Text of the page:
‘Be childlike and feminine at all times’. This was one piece of advice given to women in fifties Britain. At first glance it was a dull decade, squished between the war and the swinging sixties, but actually there was a lot going on under the surface, especially for women. My new book The Empire Girls is set in the fifties around Tilbury docks near where I grew up and part of my research involved going to the British library in London to read the women’s magazines that my characters would have read. How insightful!

The Empire Girls

The Empire Girls

Research is time consuming (three months in total - including three hours just deciding on an orphanage for my characters’ back story) but so important for creating an authentic sense of time and place. I read a lot of social history books, went online for forums and memory sites and talked to people who remember the fifties (the best way of getting those lovely little details, like how the wallpaper would move from the bed bugs nesting behind it).

I discovered that social attitudes were so different such a relatively short time ago. Illegitimacy was shameful to the point that many young women were forced to give up their babies for adoption or were disowned by their families. As a mother of two girls, I needed to explore this issue further. Abortion was illegal, the contraceptive pill wasn’t available and divorce was hard to come by, all things that had a huge impact on the lives of women. Not to mention the horrific ten to fifteen hours of housework women did every day (in 1959 only ten per cent of the population owned a fridge!). When asked about the new mod cons on the market, one man was recorded as saying, ‘I don’t need a washing machine, I’ve got my wife.’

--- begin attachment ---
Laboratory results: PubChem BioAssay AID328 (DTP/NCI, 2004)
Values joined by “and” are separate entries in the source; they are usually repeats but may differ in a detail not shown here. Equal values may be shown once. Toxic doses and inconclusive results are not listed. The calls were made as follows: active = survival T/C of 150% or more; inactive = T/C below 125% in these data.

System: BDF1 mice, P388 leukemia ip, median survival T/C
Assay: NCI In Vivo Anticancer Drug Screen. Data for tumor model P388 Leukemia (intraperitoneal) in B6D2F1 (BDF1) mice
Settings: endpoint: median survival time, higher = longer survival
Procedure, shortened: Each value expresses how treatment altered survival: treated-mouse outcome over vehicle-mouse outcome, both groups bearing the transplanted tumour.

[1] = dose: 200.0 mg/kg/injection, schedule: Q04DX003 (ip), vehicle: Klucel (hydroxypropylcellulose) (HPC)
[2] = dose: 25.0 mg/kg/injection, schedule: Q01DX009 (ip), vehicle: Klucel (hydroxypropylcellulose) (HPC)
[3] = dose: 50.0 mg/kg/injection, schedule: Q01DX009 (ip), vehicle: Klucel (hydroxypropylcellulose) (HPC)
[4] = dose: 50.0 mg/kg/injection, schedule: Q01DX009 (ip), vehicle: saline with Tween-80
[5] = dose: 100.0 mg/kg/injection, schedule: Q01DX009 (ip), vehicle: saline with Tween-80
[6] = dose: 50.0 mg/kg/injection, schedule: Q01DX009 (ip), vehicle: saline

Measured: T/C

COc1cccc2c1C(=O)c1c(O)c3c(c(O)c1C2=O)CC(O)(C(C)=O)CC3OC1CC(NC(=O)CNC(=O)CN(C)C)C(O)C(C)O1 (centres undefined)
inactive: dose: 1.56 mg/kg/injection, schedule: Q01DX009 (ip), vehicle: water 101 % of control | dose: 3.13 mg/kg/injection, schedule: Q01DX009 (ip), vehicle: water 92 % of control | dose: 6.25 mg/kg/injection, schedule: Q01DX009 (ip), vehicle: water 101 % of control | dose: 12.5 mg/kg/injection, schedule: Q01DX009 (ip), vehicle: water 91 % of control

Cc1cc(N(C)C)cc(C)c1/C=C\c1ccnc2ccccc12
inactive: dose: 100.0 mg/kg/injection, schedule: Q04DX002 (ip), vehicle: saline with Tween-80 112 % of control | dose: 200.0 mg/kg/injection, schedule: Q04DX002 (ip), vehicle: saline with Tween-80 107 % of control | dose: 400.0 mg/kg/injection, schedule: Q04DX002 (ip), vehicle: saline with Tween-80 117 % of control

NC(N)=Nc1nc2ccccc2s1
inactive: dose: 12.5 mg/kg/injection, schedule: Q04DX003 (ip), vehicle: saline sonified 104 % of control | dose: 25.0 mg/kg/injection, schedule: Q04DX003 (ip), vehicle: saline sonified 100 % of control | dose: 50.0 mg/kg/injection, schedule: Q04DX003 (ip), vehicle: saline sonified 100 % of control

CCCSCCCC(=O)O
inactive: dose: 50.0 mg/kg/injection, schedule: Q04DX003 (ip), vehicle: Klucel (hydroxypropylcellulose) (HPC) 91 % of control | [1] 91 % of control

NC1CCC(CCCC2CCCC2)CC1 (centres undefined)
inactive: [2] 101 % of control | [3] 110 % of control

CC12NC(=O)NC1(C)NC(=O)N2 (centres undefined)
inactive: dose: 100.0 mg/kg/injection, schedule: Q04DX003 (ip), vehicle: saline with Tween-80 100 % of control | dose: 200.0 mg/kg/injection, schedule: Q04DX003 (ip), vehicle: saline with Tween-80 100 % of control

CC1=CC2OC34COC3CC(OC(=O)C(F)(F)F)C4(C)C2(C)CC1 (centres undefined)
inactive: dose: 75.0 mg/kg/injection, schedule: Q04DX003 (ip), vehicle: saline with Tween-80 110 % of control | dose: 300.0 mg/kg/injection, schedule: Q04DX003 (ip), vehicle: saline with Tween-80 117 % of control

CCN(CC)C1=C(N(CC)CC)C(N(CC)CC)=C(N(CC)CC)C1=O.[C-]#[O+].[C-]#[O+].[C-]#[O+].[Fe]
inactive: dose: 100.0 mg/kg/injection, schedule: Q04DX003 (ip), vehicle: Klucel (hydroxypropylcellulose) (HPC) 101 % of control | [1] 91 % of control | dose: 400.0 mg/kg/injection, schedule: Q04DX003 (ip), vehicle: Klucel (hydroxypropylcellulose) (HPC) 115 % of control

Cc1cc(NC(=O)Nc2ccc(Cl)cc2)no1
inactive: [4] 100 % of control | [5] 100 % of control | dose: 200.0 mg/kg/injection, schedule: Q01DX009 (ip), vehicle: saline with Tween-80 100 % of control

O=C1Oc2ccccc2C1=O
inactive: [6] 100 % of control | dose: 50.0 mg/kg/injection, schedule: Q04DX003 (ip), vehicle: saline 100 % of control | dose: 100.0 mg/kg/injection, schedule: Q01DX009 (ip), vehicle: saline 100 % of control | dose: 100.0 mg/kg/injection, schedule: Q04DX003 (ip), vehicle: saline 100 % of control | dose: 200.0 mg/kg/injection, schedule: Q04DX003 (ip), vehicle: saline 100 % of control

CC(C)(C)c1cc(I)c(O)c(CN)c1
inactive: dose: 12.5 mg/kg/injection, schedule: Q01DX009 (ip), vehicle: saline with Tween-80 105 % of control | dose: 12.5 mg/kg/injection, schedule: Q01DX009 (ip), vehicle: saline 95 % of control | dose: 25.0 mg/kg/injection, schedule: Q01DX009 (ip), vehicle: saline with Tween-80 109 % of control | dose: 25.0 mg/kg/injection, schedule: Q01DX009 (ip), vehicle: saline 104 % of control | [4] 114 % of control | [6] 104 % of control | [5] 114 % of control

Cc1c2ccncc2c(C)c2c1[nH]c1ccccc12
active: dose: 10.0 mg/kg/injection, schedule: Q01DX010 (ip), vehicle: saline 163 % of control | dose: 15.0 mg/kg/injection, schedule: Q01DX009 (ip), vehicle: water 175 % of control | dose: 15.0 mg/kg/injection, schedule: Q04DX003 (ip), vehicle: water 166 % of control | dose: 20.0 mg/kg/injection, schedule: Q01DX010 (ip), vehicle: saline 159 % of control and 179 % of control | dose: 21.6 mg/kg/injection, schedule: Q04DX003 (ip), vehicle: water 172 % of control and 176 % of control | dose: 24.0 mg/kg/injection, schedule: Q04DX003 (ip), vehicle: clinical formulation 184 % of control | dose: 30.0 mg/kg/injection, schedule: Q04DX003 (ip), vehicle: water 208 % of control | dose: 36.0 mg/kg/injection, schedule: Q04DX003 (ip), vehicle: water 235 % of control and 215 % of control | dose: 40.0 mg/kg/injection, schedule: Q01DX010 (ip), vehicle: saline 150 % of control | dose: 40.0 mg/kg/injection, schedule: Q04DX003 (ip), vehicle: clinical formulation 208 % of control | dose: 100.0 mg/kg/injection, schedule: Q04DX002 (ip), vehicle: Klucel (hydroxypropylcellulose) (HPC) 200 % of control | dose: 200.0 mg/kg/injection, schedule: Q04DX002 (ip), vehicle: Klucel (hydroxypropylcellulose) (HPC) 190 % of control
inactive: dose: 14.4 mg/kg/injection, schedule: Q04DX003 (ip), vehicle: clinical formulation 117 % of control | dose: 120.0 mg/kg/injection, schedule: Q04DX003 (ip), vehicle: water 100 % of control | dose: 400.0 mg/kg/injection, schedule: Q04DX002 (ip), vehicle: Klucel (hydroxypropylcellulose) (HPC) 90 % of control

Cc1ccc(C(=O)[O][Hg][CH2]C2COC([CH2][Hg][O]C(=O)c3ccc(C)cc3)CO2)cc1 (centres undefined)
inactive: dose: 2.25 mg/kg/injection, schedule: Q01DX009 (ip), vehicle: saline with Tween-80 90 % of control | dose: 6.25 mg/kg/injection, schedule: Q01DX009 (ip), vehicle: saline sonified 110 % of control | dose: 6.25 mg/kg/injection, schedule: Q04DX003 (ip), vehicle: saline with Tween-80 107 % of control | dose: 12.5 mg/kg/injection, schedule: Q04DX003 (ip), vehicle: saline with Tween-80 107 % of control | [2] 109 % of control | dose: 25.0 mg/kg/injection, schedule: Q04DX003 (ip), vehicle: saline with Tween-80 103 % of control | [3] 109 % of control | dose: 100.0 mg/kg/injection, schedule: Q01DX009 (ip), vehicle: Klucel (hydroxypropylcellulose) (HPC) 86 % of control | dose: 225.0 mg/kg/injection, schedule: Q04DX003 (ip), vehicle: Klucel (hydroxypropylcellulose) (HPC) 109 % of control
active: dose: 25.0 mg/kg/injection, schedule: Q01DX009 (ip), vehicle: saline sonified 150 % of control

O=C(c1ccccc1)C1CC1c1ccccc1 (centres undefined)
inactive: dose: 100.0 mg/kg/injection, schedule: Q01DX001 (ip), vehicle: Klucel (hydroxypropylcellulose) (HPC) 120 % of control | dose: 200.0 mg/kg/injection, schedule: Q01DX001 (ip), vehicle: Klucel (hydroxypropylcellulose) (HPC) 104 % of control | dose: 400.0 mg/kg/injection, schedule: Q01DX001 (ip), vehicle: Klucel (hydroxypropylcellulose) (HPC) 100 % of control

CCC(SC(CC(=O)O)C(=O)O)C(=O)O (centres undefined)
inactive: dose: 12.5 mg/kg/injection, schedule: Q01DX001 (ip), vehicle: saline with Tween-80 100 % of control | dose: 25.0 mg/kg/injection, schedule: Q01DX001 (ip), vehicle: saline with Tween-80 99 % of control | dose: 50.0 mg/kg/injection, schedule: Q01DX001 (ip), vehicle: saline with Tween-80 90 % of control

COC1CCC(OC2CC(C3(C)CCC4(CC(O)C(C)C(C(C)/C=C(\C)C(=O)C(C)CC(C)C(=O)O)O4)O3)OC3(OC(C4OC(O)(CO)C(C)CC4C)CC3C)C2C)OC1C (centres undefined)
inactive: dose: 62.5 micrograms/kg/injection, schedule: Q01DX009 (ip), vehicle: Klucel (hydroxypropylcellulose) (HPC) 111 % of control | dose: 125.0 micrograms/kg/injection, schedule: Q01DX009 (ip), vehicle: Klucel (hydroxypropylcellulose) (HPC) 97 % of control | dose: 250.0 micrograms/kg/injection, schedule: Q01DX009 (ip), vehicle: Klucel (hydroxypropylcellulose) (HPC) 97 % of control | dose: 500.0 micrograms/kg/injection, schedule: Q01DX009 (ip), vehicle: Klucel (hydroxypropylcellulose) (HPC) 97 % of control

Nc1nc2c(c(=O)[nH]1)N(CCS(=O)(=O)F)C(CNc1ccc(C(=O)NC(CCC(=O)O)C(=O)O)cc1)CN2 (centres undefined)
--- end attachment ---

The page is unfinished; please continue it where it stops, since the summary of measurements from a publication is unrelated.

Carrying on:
One thread of The Empire Girls story is inspired by the Empire Windrush ship that docked at Tilbury bringing immigrants from the West Indies - people who’d been brought up under British rule, many of whom had fought for Britain in the War, and who thought of Britain as the ‘Motherland.’ As we know, they didn’t receive the welcome they deserved. There were no anti-racism laws here in the fifties, evidenced by signs outside boarding houses saying ‘No blacks, no Irish, no dogs.’ I did my best to imagine how this might have felt. In one scene, my Jamaican character Claude tries to explain to three year old (‘illegitimate’) Laura his country’s history. To illustrate how many slaves there had been around two hundred years ago in Jamaica, they drew chalk figures on the pavement. To find out how long this would take, I took my two daughters and a large tub of chalks to the park. In two hours we managed only ten thousand, nothing like the three hundred thousand people in slavery that there were. It was the most poignant piece of research I did.

The Empire Girls is published by Sphere and available in paperback on May 17th